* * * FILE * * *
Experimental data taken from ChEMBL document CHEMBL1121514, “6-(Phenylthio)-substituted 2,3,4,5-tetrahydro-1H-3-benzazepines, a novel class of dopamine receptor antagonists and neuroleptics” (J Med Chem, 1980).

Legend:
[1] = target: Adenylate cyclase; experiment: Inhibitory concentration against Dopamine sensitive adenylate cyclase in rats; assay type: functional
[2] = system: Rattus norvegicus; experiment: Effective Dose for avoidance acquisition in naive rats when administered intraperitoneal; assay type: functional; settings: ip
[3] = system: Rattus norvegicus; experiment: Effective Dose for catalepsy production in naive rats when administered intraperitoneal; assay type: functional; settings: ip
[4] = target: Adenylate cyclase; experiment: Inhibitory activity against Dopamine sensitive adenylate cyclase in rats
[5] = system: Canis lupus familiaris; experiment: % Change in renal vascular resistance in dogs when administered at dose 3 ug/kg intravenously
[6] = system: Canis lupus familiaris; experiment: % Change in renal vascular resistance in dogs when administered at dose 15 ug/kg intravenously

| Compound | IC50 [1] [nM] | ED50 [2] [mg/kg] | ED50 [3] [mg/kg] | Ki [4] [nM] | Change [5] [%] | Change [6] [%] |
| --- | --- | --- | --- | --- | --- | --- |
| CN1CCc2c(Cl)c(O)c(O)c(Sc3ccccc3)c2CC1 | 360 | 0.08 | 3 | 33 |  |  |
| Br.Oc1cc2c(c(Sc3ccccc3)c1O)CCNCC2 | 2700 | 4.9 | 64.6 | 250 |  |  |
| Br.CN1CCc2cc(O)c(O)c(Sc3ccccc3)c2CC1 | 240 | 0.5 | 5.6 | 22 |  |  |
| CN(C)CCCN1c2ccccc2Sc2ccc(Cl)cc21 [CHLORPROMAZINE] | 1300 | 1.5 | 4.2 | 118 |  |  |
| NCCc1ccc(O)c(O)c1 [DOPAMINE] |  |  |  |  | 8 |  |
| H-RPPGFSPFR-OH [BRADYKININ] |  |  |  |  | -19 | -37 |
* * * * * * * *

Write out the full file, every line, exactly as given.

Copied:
Experimental data taken from ChEMBL document CHEMBL1121514, “6-(Phenylthio)-substituted 2,3,4,5-tetrahydro-1H-3-benzazepines, a novel class of dopamine receptor antagonists and neuroleptics” (J Med Chem, 1980).

Legend:
[1] = target: Adenylate cyclase; experiment: Inhibitory concentration against Dopamine sensitive adenylate cyclase in rats; assay type: functional
[2] = system: Rattus norvegicus; experiment: Effective Dose for avoidance acquisition in naive rats when administered intraperitoneal; assay type: functional; settings: ip
[3] = system: Rattus norvegicus; experiment: Effective Dose for catalepsy production in naive rats when administered intraperitoneal; assay type: functional; settings: ip
[4] = target: Adenylate cyclase; experiment: Inhibitory activity against Dopamine sensitive adenylate cyclase in rats
[5] = system: Canis lupus familiaris; experiment: % Change in renal vascular resistance in dogs when administered at dose 3 ug/kg intravenously
[6] = system: Canis lupus familiaris; experiment: % Change in renal vascular resistance in dogs when administered at dose 15 ug/kg intravenously

| Compound | IC50 [1] [nM] | ED50 [2] [mg/kg] | ED50 [3] [mg/kg] | Ki [4] [nM] | Change [5] [%] | Change [6] [%] |
| --- | --- | --- | --- | --- | --- | --- |
| CN1CCc2c(Cl)c(O)c(O)c(Sc3ccccc3)c2CC1 | 360 | 0.08 | 3 | 33 |  |  |
| Br.Oc1cc2c(c(Sc3ccccc3)c1O)CCNCC2 | 2700 | 4.9 | 64.6 | 250 |  |  |
| Br.CN1CCc2cc(O)c(O)c(Sc3ccccc3)c2CC1 | 240 | 0.5 | 5.6 | 22 |  |  |
| CN(C)CCCN1c2ccccc2Sc2ccc(Cl)cc21 [CHLORPROMAZINE] | 1300 | 1.5 | 4.2 | 118 |  |  |
| NCCc1ccc(O)c(O)c1 [DOPAMINE] |  |  |  |  | 8 |  |
| H-RPPGFSPFR-OH [BRADYKININ] |  |  |  |  | -19 | -37 |